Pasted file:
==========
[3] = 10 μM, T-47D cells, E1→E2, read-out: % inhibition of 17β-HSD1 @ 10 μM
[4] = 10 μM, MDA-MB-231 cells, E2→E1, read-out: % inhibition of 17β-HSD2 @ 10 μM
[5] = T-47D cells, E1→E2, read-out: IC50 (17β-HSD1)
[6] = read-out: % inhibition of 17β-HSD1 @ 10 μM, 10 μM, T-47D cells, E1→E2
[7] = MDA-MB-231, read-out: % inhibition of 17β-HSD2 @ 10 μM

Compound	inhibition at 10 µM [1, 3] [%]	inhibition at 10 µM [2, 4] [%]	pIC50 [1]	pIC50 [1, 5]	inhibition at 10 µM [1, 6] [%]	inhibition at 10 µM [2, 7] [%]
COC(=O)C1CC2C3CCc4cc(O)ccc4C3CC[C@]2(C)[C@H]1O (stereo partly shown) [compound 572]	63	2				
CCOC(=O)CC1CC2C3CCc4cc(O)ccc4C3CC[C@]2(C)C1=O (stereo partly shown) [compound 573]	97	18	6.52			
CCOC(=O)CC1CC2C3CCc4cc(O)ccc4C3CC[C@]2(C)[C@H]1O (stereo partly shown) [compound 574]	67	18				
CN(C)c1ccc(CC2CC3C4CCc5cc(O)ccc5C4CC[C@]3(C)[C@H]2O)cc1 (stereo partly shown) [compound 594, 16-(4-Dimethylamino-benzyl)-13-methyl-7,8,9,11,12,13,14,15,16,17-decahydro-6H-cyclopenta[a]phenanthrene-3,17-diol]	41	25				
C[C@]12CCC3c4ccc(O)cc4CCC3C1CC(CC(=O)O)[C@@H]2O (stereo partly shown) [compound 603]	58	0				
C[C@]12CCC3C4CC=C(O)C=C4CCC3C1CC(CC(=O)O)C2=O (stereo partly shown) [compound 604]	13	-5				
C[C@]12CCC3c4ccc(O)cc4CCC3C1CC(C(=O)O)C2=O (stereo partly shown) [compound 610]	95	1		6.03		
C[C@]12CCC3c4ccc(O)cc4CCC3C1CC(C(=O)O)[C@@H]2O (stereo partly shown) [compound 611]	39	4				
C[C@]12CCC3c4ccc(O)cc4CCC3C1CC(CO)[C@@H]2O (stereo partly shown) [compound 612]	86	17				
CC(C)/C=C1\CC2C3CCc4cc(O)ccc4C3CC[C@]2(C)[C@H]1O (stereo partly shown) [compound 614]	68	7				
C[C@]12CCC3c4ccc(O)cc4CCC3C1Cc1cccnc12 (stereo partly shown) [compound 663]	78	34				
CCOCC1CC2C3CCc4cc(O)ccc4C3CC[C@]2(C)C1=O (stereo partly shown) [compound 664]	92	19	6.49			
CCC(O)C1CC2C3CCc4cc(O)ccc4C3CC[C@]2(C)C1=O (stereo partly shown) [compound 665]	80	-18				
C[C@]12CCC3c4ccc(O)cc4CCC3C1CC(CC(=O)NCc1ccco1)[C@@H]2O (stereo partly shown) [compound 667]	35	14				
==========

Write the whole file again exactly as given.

[3] = 10 μM, T-47D cells, E1→E2, read-out: % inhibition of 17β-HSD1 @ 10 μM
[4] = 10 μM, MDA-MB-231 cells, E2→E1, read-out: % inhibition of 17β-HSD2 @ 10 μM
[5] = T-47D cells, E1→E2, read-out: IC50 (17β-HSD1)
[6] = read-out: % inhibition of 17β-HSD1 @ 10 μM, 10 μM, T-47D cells, E1→E2
[7] = MDA-MB-231, read-out: % inhibition of 17β-HSD2 @ 10 μM

Compound	inhibition at 10 µM [1, 3] [%]	inhibition at 10 µM [2, 4] [%]	pIC50 [1]	pIC50 [1, 5]	inhibition at 10 µM [1, 6] [%]	inhibition at 10 µM [2, 7] [%]
COC(=O)C1CC2C3CCc4cc(O)ccc4C3CC[C@]2(C)[C@H]1O (stereo partly shown) [compound 572]	63	2				
CCOC(=O)CC1CC2C3CCc4cc(O)ccc4C3CC[C@]2(C)C1=O (stereo partly shown) [compound 573]	97	18	6.52			
CCOC(=O)CC1CC2C3CCc4cc(O)ccc4C3CC[C@]2(C)[C@H]1O (stereo partly shown) [compound 574]	67	18				
CN(C)c1ccc(CC2CC3C4CCc5cc(O)ccc5C4CC[C@]3(C)[C@H]2O)cc1 (stereo partly shown) [compound 594, 16-(4-Dimethylamino-benzyl)-13-methyl-7,8,9,11,12,13,14,15,16,17-decahydro-6H-cyclopenta[a]phenanthrene-3,17-diol]	41	25				
C[C@]12CCC3c4ccc(O)cc4CCC3C1CC(CC(=O)O)[C@@H]2O (stereo partly shown) [compound 603]	58	0				
C[C@]12CCC3C4CC=C(O)C=C4CCC3C1CC(CC(=O)O)C2=O (stereo partly shown) [compound 604]	13	-5				
C[C@]12CCC3c4ccc(O)cc4CCC3C1CC(C(=O)O)C2=O (stereo partly shown) [compound 610]	95	1		6.03		
C[C@]12CCC3c4ccc(O)cc4CCC3C1CC(C(=O)O)[C@@H]2O (stereo partly shown) [compound 611]	39	4				
C[C@]12CCC3c4ccc(O)cc4CCC3C1CC(CO)[C@@H]2O (stereo partly shown) [compound 612]	86	17				
CC(C)/C=C1\CC2C3CCc4cc(O)ccc4C3CC[C@]2(C)[C@H]1O (stereo partly shown) [compound 614]	68	7				
C[C@]12CCC3c4ccc(O)cc4CCC3C1Cc1cccnc12 (stereo partly shown) [compound 663]	78	34				
CCOCC1CC2C3CCc4cc(O)ccc4C3CC[C@]2(C)C1=O (stereo partly shown) [compound 664]	92	19	6.49			
CCC(O)C1CC2C3CCc4cc(O)ccc4C3CC[C@]2(C)C1=O (stereo partly shown) [compound 665]	80	-18				
C[C@]12CCC3c4ccc(O)cc4CCC3C1CC(CC(=O)NCc1ccco1)[C@@H]2O (stereo partly shown) [compound 667]	35	14				